We’ve been back from the ICFA Educational Conference and our minds are still reeling from the incredible insights we received at the many seminars and break-out sessions. The hot topic for this conference? Everything. By the end of February 16, no stone was left unturned in the scenic Scottsdale landscape. Leaders came, saw, and conquered.
Didn’t get a chance to attend?
We’ve got the scoop on the 4 BIGGEST educational impacts of the ICFA Educational Conference.
Generations Are Everything
From David Stillman’s session on “Selling Across Generations” to Ed Tashjian’s “How to Sell to Millennials and Boomers”, we earned our degrees in generational understanding.
On Millennials: Technology is the center of their universe while customization is the space that fills it. Millennials want to feel that you know their needs and can meet those needs without any effort on the Millennials part. While other generations call the Millennials “lazy” and “entitled”, generational gurus like David Stillman say it’s wrong.
This tech-focus, Boomer-raised generation revolves around collaboration and a sense of community. They experienced the technology boom in a very social way. This makes the Millennial a great advocate when your brand offers valuable items to post (because they post everything) and a frightening mouthpiece if your brand falls short of its promises–a trait they learned at the Boomers’ knee.
How do you sell furniture to millennials?
Show them the meaning. If you’re different, show them how you’re different.
Read more about how to market your furniture to millennial shoppers.
Company Culture Cultivates Competition
Retailers and manufacturers in the home furnishings industry are only as strong as their weakest employees. While our industry grows year after year, the turnover across the board on employment is staggering.
According to Dr. Denise Federer’s session, “Building Team Synergy”, U.S. companies lose $11B annually on employee turnover.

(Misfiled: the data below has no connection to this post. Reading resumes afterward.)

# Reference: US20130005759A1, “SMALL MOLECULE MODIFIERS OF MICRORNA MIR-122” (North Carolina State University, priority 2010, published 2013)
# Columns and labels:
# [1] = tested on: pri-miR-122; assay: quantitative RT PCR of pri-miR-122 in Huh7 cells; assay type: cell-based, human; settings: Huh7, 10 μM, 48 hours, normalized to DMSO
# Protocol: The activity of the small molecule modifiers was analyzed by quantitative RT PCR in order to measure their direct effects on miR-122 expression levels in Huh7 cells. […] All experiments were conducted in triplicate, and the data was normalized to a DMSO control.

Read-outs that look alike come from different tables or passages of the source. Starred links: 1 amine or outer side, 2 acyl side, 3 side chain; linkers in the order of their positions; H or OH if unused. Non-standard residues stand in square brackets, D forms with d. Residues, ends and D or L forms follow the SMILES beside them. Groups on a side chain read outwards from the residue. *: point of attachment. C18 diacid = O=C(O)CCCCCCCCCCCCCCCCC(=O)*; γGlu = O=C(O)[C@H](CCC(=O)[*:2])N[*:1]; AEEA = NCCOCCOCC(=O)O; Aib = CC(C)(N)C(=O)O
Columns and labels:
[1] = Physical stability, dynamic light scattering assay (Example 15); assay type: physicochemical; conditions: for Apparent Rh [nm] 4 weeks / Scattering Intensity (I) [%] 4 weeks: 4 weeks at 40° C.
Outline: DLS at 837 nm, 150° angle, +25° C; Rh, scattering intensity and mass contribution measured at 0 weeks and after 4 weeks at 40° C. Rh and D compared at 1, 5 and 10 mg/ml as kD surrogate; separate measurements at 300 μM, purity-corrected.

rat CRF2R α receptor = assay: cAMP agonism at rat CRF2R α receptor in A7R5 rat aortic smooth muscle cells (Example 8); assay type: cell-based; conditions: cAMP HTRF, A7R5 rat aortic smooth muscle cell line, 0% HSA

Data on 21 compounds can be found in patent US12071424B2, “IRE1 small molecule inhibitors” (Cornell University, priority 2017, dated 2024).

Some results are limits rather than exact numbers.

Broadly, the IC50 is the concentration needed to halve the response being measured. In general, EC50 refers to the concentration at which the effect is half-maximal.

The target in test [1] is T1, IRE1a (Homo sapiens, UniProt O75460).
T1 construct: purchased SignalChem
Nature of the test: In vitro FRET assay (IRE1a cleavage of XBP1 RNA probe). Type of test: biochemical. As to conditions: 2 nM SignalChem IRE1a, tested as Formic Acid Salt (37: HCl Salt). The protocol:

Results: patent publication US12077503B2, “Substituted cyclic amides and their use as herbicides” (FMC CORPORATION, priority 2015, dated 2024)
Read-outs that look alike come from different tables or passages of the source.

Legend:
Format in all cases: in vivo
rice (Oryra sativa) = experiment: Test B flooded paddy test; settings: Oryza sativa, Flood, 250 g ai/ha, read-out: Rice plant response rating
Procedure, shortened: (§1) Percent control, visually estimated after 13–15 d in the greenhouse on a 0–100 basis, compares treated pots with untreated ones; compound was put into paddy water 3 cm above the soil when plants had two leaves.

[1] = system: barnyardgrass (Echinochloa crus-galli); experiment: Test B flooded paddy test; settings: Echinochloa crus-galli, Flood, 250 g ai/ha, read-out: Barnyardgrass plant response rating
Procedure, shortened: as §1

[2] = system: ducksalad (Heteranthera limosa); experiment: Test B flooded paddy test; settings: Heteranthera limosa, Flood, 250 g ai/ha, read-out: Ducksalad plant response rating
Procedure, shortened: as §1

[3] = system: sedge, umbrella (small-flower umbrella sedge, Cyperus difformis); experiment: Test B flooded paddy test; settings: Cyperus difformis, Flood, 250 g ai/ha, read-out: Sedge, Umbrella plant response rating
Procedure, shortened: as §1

If you’re wondering why it’s harder to find success in your company, take a look at the culture instead of the cost-analysis.
The people are the keys to a successful, thriving organization. To that end, another thing we learned from Dr. Federer was the makeup of your company’s employees.
3 Types of Employees
>> Not Engaged
>> Actively Disengaged
Only 30% of your employees are fully engaged. While all companies can’t operate like Google, there are ways your company can scale employee culture improvements.
>> Create a clear career path for each department
Your employees want to feel that there is room to grow in their position. Outline a basic roadmap for different positions and tailor each to the needs and skills of the employee. When your team sees that the company encourages professional growth, they’re more satisfied with their job and stay engaged for longer.
>> Encourage professional growth
If your company has the resources available, develop a program that helps employees become proficient at their skillset. This may be offering an educational incentive where the company pays a percentage of continuing education classes based on employee performance and relation to the job. It may be as small as partnering with industry or professional organizations that provide networking and professional growth opportunities. The home furnishings industry is lucky to have some incredible organizations that match these criteria. Read more about organizations that empower women and young leaders in our industry.
>> Communicate often
This doesn’t mean having a meeting every other day to evaluate your staff but it does mean that you should have an “open door” policy in the workplace. Encourage your employees through consistent, concise meetings. Make sure they’re on task while also encouraging their personal development through a mentorship. As your employees’ direct leaders, you make the most effective form of a mentor. Find ways to teach your team through one-on-one sessions. An employee who continues to learn also continues to grow and engage.
We’re only scratching the surface of all we absorbed at #ICFA2017. If you attended, let us know what you learned and loved!